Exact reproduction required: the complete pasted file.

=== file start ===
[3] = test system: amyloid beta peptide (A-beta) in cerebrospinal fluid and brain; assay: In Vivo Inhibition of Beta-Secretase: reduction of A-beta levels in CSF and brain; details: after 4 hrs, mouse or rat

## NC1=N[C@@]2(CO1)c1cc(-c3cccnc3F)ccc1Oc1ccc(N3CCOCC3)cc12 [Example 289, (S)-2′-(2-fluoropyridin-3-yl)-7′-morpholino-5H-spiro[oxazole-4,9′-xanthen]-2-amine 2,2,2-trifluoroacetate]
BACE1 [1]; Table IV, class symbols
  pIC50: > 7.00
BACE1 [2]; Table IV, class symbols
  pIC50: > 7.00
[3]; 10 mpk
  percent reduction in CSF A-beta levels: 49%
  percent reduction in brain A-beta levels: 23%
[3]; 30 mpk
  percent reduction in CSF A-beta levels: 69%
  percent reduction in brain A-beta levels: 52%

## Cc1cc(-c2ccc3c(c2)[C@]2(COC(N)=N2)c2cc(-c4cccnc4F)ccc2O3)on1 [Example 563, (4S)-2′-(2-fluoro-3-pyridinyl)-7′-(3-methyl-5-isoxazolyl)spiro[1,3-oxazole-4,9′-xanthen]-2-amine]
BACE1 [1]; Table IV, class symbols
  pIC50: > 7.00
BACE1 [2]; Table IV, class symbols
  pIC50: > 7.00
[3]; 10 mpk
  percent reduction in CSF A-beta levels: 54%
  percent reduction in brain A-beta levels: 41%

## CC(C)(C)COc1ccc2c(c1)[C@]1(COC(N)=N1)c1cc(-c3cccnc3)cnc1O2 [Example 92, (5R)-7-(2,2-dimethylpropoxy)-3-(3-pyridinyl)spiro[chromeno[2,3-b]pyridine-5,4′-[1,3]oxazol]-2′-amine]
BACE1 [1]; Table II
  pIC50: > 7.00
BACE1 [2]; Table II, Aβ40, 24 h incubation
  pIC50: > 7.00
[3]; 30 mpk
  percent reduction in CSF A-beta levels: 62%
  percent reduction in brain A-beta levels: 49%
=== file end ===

[3] = test system: amyloid beta peptide (A-beta) in cerebrospinal fluid and brain; assay: In Vivo Inhibition of Beta-Secretase: reduction of A-beta levels in CSF and brain; details: after 4 hrs, mouse or rat

## NC1=N[C@@]2(CO1)c1cc(-c3cccnc3F)ccc1Oc1ccc(N3CCOCC3)cc12 [Example 289, (S)-2′-(2-fluoropyridin-3-yl)-7′-morpholino-5H-spiro[oxazole-4,9′-xanthen]-2-amine 2,2,2-trifluoroacetate]
BACE1 [1]; Table IV, class symbols
  pIC50: > 7.00
BACE1 [2]; Table IV, class symbols
  pIC50: > 7.00
[3]; 10 mpk
  percent reduction in CSF A-beta levels: 49%
  percent reduction in brain A-beta levels: 23%
[3]; 30 mpk
  percent reduction in CSF A-beta levels: 69%
  percent reduction in brain A-beta levels: 52%

## Cc1cc(-c2ccc3c(c2)[C@]2(COC(N)=N2)c2cc(-c4cccnc4F)ccc2O3)on1 [Example 563, (4S)-2′-(2-fluoro-3-pyridinyl)-7′-(3-methyl-5-isoxazolyl)spiro[1,3-oxazole-4,9′-xanthen]-2-amine]
BACE1 [1]; Table IV, class symbols
  pIC50: > 7.00
BACE1 [2]; Table IV, class symbols
  pIC50: > 7.00
[3]; 10 mpk
  percent reduction in CSF A-beta levels: 54%
  percent reduction in brain A-beta levels: 41%

## CC(C)(C)COc1ccc2c(c1)[C@]1(COC(N)=N1)c1cc(-c3cccnc3)cnc1O2 [Example 92, (5R)-7-(2,2-dimethylpropoxy)-3-(3-pyridinyl)spiro[chromeno[2,3-b]pyridine-5,4′-[1,3]oxazol]-2′-amine]
BACE1 [1]; Table II
  pIC50: > 7.00
BACE1 [2]; Table II, Aβ40, 24 h incubation
  pIC50: > 7.00
[3]; 30 mpk
  percent reduction in CSF A-beta levels: 62%
  percent reduction in brain A-beta levels: 49%